Today, wearable technology — devices such as Pebble, GoPro, Jawbone, Google Glass and FitBit are just a few examples — is an exciting new trend in the consumer world. For more evidence of this technology’s popularity, consider that Amazon.com recently announced the launch of its wearable technology store to give customers access to a wide array of the most popular wearable devices.
But many think that wearable technology may soon become a valuable tool in the manufacturing workplace, and one that can deliver a number of significant benefits. For example, if implemented correctly, wearable technology has the potential to transform manufacturing processes, improve productivity, increase efficiency, and even enhance employee engagement.
A Day in the Life: Wearable Technology in Manufacturing
Admittedly, wearable technology is just beginning to emerge and may pose more questions than answers. Yet to understand how manufacturing companies could reap these benefits, imagine the following scenario.
In a busy manufacturing facility, employees now come to work wearing smart wristbands that are location-aware. As employees enter the building, the wristband automatically punches them in for the day, and gives specific work instructions; for example, directing them to a specific work cell where they have been assigned that day.
This company also has remote field workers. With wearable technology, they now connect to other workers or the home office for advice to troubleshoot daily issues, such as a particularly challenging repair job. Workers also use video technology to share what they are seeing to accelerate the job and ensure it’s done correctly.
Production managers and supervisors also take advantage of wearable technology, giving them fast access to vital labor-related information in real-time. Managers also use their wearable devices to monitor many other important metrics: the total volume of goods produced, what is required for rework, and the amount of scrap. Supervisors even adjust employee schedules on the fly to make sure labor allocation matches demand — all in just a few taps on their personal device.
Machine Malfunctions and other Challenges
Later in the day, a machine malfunctions and interrupts the output on a key production line. The manager immediately receives an alert on his device, taps the screen, and instantly reassigns workers to a nearby line until the machine is fixed. They can also quickly dispatch maintenance to come fix equipment, as needed. And employees receive the notification on their own device and quickly move to where they are needed, minimizing downtime and maintaining productivity.
As all of this happens, the wearable device tracks their location, “knows” that they have moved to a new production line, creates a job transfer, assigns a new work order, and automatically starts tracking their work. There is no need for employees to interact with a computer or time clock. The technology has already taken care of that for them so they can focus on what’s really important — the work at hand.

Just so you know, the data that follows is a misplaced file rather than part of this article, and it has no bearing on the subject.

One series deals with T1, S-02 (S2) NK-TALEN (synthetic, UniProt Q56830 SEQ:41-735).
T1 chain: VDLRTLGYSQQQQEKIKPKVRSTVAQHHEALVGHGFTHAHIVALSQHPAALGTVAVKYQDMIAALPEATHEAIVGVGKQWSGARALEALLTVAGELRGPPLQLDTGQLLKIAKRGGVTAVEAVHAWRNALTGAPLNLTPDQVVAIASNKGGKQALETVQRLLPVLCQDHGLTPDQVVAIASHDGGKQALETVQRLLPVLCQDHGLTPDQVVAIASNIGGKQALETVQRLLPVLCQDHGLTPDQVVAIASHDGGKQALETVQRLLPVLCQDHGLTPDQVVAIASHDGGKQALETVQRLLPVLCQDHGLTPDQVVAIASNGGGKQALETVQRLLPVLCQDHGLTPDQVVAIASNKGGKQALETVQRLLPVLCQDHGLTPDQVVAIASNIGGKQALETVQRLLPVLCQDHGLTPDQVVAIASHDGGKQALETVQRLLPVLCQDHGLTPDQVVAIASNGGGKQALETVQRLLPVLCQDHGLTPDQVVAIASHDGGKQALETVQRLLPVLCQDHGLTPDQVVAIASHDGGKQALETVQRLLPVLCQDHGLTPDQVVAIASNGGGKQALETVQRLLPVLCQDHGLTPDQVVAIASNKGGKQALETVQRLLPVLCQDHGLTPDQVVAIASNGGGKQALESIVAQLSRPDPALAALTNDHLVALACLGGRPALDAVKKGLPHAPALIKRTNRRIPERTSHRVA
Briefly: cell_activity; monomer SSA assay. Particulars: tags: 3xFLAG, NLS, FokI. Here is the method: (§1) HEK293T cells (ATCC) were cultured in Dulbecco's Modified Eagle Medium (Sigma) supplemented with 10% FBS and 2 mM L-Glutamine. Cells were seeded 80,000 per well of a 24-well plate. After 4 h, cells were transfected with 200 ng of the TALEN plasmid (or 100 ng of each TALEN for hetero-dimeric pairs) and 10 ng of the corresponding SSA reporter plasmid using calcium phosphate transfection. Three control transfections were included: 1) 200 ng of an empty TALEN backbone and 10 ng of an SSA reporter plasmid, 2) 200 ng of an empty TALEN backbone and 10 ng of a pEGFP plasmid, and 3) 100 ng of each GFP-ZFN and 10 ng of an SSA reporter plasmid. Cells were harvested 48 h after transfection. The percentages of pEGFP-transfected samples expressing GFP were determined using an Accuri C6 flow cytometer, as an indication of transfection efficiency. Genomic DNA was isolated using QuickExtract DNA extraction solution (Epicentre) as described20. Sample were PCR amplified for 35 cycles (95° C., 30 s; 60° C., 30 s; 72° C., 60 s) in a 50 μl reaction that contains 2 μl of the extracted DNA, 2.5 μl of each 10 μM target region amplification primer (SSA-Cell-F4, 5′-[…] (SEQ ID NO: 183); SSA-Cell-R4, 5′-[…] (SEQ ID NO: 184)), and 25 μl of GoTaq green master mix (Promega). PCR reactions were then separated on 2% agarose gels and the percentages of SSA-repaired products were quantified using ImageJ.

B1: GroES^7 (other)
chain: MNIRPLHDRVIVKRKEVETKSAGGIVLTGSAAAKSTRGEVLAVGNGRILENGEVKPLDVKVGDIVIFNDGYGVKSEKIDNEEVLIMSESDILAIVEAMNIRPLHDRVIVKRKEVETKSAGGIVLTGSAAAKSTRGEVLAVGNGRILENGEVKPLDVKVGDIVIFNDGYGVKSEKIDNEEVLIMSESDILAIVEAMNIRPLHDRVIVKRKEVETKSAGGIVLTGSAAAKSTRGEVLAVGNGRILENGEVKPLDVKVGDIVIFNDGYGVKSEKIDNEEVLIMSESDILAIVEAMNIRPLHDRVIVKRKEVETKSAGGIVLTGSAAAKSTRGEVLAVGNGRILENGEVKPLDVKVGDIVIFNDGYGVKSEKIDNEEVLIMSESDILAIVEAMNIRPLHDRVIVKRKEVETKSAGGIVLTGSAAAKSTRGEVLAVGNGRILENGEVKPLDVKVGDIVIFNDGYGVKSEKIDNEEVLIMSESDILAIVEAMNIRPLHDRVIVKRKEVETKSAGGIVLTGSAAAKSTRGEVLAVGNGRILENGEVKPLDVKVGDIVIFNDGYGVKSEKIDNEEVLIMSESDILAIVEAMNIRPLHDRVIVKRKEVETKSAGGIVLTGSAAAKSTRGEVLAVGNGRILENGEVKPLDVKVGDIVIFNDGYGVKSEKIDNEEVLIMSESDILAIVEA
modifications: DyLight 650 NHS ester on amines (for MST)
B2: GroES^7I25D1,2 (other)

Complete Visibility, Complete Control
Collectively speaking, all employees’ wearable devices provide managers real-time, actionable information about their work: what they are working on, whom they are working with, if there are productivity issues, and if they are on schedule or falling behind. With complete visibility into these metrics and more, management can quickly correct hidden bottlenecks or product quality issues. In turn, this helps the entire company to react in real time to optimize business outcomes.
The Future Starts Now
If this example seems far-fetched, it may be closer than you think. Many believe that wearable technology is poised to explode in the workplace, with a potentially significant impact on the economy. According to a report from Transparency Market Research, the wearable technology market is poised to expand rapidly in the next several years. According to this report, the global wearable technology market stood at $750.0 million in 2012 and is expected to reach $5.8 billion in 2018.Wearables are already leveraging advances in voice technology, biometrics, and communications, and are growing.
Why the Workforce?
With examples such as these, some experts believe that wearable technology will more quickly become adopted in the workplace than by consumers. But employers will have to take care to avoid the perception that this is an attempt to monitor employees or intrude on their privacy.
Yet employees may already be receptive to the idea. After all, the concept of wearable technology already exists in some fashion. Employee badges, package-tracking devices, and tablets in the workplace are all examples of technology that employees have already embraced as part of their daily work lives. If employees experience real benefits from using wearable technology on the job — such as recognition from management or improved productivity — they will embrace it.
Where Do We Go from Here?
Of course, there is still a lot of conjecture on how this will play out, and there are a few challenges that must be tackled. Wearable technology is clearly here, and here to stay. The technology is only going to get better and more prevalent in the months and years ahead and progressive manufacturers are likely to adopt wearable technology to further add value to their businesses.
Kylene Zenk-Batsford is senior manager of the manufacturing practice group at Kronos Incorporated.